The answer, I suspect, lay in marketing motivations and what I’ve termed the “congressional movie-goer.”

"The Martian" - bound to be a big hit in China. Credit: Twentieth Century Fox.

“The Martian” – bound to be a big hit in China. Credit: Twentieth Century Fox.

As for the marketing: China is expected to be the film’s largest income source overseas. Something tells me that Chinese moviegoers would be more than happy to flock to a film which paints them in an entirely benign and glamorous light – in the print version of “The Martian,” but not the film, at least some of China’s space leadership have reservations about helping the Americans, citing geopolitical and military concerns – in order to see the Chinese space program rescue the Americans. The Chinese space program, as some scholars have noted, is a source of significant pride for many of China’s citizens. Playing off that pride by having China serve as a rather faultless protagonist in the film is therefore quite a brilliant business decision by Twentieth Century Fox. We’ll need to wait until October 22nd, when the film opens in Chinese theaters, to see whether this really was a motivation behind China’s presence in the film, and whether it indeed payed off.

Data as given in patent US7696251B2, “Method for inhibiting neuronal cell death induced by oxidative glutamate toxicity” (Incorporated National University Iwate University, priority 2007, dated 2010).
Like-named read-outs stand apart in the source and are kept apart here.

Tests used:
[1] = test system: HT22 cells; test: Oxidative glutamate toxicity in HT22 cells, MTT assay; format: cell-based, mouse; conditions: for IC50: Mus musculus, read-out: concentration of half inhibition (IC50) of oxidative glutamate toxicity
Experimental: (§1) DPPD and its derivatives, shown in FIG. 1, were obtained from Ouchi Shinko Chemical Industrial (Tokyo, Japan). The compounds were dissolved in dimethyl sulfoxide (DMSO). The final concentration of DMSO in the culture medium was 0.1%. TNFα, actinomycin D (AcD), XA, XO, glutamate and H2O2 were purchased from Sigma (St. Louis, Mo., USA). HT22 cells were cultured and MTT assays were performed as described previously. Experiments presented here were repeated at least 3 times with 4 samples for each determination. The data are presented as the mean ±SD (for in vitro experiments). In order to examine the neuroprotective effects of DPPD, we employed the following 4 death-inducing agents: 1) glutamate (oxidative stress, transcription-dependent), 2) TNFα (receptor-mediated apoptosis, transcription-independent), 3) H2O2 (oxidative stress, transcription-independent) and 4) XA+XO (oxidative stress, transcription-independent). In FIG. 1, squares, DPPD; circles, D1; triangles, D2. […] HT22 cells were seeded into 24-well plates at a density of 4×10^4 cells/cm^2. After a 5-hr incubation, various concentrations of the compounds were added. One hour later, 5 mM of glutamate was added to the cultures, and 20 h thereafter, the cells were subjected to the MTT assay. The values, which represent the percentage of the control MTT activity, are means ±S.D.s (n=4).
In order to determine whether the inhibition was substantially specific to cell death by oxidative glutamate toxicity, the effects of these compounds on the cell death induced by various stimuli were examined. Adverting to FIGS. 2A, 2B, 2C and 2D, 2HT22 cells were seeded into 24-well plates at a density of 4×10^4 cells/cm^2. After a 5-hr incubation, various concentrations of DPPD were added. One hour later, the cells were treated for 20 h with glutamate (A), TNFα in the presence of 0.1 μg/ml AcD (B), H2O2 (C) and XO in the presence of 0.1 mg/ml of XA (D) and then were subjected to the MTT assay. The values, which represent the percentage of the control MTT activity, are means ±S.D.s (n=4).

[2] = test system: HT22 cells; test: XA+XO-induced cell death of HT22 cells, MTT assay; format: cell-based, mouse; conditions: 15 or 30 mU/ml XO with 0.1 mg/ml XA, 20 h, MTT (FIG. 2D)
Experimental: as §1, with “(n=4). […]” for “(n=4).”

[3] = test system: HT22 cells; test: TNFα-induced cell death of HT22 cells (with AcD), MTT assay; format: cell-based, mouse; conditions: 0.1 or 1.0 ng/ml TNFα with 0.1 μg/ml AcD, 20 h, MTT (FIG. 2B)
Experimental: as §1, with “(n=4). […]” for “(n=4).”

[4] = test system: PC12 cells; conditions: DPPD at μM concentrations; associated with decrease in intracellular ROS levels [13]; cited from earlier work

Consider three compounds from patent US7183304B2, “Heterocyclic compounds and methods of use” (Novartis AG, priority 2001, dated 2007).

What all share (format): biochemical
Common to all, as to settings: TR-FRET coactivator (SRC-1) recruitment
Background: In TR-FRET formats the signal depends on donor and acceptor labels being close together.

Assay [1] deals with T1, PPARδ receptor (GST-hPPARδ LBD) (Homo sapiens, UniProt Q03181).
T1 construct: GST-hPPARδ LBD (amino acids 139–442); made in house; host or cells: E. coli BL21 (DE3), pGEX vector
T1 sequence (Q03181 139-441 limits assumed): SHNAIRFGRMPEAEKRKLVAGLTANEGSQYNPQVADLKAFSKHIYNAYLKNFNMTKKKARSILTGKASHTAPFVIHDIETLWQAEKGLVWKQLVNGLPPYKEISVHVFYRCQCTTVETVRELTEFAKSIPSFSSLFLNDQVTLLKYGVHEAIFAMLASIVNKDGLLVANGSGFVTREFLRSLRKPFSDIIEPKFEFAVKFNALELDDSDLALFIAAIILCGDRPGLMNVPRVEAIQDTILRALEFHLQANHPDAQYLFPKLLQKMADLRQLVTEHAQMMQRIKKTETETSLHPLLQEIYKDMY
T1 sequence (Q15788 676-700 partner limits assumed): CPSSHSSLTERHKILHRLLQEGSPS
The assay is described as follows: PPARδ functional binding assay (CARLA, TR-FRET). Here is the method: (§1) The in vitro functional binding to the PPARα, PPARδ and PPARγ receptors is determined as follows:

Yet the greater significance to China’s role in “The Martian” is, I believe, that it serves as a subtle yet targeted lobbying move aimed at the “congressional movie-goer;” that is, aimed at members of the policy-making world who go watch the film. The film is an attempt to make space cooperation with the Chinese appear more benign and appealing; it is an example of the hypothetical good that could come out of working with China. The hope is, I would suspect, that members of Congress or their staff who go watch the film will leave wondering if the cooperation ban written into law is really so rational after all, and whether something should be done to make it at least a little less stringent. So that, perhaps, China actually could help NASA if the time or need ever came.

"The Martian" - bound to change Congressional policy?

“The Martian” – bound to change Congressional policy? Credit: Twentieth Century Fox.